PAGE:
in wages at the present time. Presi
dent Clark arrived tonight and stated
the road would be operated with new
men if the old men cannot be seourod.
THE BOERS ARE CHECKED
Such h the Report of Kitchener From Pre
toriaBritish Surrounding Them.
London, Deo. 26. The war office
has received the following dispatch
from Lor J Kitchener, dated Pretoria,
Deo. 24: "As far as it is possible for
me to form an opinion from reports of
officers on the spot, I think the Boer
movem ent into Cape Colony has been
checked. Of the two forces that en
tered the colony, the Eastern is still
north of the Zoutspsnsberg rango,
while the one that entered west ap
pears to have been turned in the direc
tion ol Biitstown and Prieeka. Oor
troops are getting around both bodies,
and a special column is also being or
ganized whioh will be dispatched im
mediately when know where its serv
ices are most wanted. The Boers have
not received much assistance in Cape
Colcny as far as my information goes.
We have armed some of the colonics,
who are assisting out forces. Rail
way and telegraph communoation has
been muoh interrupted by the very bad
"Dewet is in the neighborhood of
Senekal. General Frenoh, in conjunc
tion with General Clements, attacked
a force under Beyers wnth of Magalles'
Berg. The Boers broke away in a
southwesterly direction towards Po
tcheeBtroom, and were followed by
General Gordon with a column of
French's force. Yesterday evening
about 6 o'clock Clements' force was
engaged south of Ollphant's Nek, bus
I do not yet know the result." f
A later dispatch from Lord Kitchener
dated at Pretoria, says: "The western
column of Doers occupied Britatown
and cut the railway south of De Aar
Junction. The enemy is being fol
lowed up. General French has been in
oouiiitt-for two days with the com
maiidoos of Beyers and Delarey, south
of the Magalies' Berg. He is purn
ingthem. The enemy have lost con
siderably, and Commandant Kreuz and
and otli t s haw btien captured. Gen
eral Colvillo engaged . two separate
coiiimansdoR Deoemmber 21 near
Vladkfontein, with Blight losses, the
FILIPINOS AND AUTONOMY.
RICH STRIKE IN LUCKY BOY.
More Stamps Are Soon to Be Added to the
Present Milling Facilities.
Blue River. Or.. Deo. 24. A. new
body of rich ore has been struon in
the last orossout from the middle tun
nel in the Luckv Boy mine. This
crosscut has been run in about 20 feet
tnwards the hanrfns wall. A tine
hndv of tree cold rock, some of whioh
shows cold to the naked eye, is re
vealed. A new tunnel has been started
nn the level with the top of the mill,
that will soon tap the pay chute nearly
100 feet below the upper tunnel, ims
will soon be connected with the two
nnoer tunnels W an upraise, ana vuub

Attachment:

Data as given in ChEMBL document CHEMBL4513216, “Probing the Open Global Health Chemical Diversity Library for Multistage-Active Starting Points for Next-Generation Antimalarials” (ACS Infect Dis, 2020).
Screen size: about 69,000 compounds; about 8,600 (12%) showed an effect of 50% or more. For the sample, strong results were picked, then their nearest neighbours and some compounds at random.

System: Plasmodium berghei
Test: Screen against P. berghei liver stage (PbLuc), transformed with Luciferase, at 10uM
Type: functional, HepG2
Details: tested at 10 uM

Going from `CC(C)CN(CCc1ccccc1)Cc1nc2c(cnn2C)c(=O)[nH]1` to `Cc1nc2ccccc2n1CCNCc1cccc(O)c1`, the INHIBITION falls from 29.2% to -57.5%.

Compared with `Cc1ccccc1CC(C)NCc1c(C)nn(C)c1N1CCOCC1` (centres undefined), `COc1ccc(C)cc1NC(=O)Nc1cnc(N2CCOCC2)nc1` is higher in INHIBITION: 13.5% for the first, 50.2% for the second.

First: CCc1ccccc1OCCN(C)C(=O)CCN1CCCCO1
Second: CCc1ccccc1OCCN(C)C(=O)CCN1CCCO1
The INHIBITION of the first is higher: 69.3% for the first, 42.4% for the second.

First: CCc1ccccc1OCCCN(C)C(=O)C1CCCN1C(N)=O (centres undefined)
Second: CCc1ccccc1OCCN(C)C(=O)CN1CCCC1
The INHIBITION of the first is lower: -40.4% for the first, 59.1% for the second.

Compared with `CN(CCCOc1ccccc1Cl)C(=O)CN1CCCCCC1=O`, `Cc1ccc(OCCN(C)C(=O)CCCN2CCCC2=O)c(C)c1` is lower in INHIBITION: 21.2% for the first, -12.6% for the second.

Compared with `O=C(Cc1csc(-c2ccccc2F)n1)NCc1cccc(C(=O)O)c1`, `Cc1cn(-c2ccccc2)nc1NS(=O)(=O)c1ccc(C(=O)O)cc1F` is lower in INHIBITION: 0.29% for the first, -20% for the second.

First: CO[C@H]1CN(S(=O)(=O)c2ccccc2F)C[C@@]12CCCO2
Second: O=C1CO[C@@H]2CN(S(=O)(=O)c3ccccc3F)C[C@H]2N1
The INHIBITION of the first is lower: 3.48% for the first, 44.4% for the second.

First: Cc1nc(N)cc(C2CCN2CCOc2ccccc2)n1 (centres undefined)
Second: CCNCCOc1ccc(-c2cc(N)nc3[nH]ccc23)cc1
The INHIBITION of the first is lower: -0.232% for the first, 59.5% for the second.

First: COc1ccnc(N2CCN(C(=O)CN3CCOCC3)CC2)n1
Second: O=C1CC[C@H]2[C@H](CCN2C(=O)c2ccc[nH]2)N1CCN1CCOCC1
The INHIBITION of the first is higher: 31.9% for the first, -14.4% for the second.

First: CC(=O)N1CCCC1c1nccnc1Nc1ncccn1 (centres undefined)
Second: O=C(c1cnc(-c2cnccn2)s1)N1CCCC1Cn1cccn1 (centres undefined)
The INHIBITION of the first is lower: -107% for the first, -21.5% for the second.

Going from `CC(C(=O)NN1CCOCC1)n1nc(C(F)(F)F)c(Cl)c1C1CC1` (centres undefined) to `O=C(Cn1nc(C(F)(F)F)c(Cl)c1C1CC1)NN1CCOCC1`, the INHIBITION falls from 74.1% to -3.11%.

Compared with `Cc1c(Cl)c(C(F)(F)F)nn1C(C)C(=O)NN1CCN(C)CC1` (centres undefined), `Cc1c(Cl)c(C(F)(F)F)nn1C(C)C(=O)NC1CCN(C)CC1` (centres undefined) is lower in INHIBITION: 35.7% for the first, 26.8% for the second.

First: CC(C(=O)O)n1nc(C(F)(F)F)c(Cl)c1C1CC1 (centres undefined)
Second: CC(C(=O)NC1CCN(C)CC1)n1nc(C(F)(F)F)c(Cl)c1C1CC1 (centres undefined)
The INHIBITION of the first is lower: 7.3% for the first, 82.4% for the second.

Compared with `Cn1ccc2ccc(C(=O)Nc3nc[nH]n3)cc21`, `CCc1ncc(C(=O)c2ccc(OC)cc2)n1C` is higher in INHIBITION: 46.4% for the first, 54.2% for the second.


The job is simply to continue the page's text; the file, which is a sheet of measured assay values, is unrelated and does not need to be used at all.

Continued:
ha made the main wonting tunnei
The tunnel can be extended into the
mountain for nearly J.000 feet along
the course of the ledge, gaining a per-
nendicnlar depth of nearly 2,000 feet,
K - - . a -wt J J- (
from 20 to u leet wioe. ripuureua ui
thousands of tons of ore can be taken
out without expense for pumping or
hoistina. An additional number of
stamps will be added to the present
mill the cornice season.
Crushing of ore began December 19
last year, and the plant has neve
stopped an hour, day or night, since
except for sliaht repairs or to olean up
- Mystery Surrounds Boy's Death.
Chehalis, Wash., Deo. 24. A boy
named Wilson met his death in the
Chehalis railroad yards in a mysterious
manner. He WBS found about
o'olook, still - alive, and carried into
the denot. He had been badly bruised
on one side. He died a few hours
after being taken home.
What the Company Offers.
Wilkesbarre, Pa., Deo. 26, The em
ployes of the WilkeBbnrre & Wyoming
Valley Electric Kail way uompany ann
the officials of the company met in
conference today to talk over certain
grievances whioh the men submitted
to the company. lne employes ng
manded, 20 oents an hour for every
hour worked and shorter hours. Pres
ident Rigg said he wanted to be fair
with the menbut their demands were
too sweeping, and the company could,
not afford to grant them. As a com
promise President Rigg offered the
men 16 cents an hour, but no reduotion
in the hours. The conductors and
motormen refused to accept this offer.
Indian Outbreak Feared.
Seattle, Deo. 26. Advices
Q J. HAYES, J. P.
Office with Geo. T. Prather. Badness will I
attended to at any time. Colle;llons made,
and nrb.jiiHK riven to n 1U be atiended
topeed;lr and results niaile promptly. WU1
locau-on eood government lands, it her tim
beror farming. We are in toueta with the U.
S- Land Odice at Tne DallM. tWe us eU.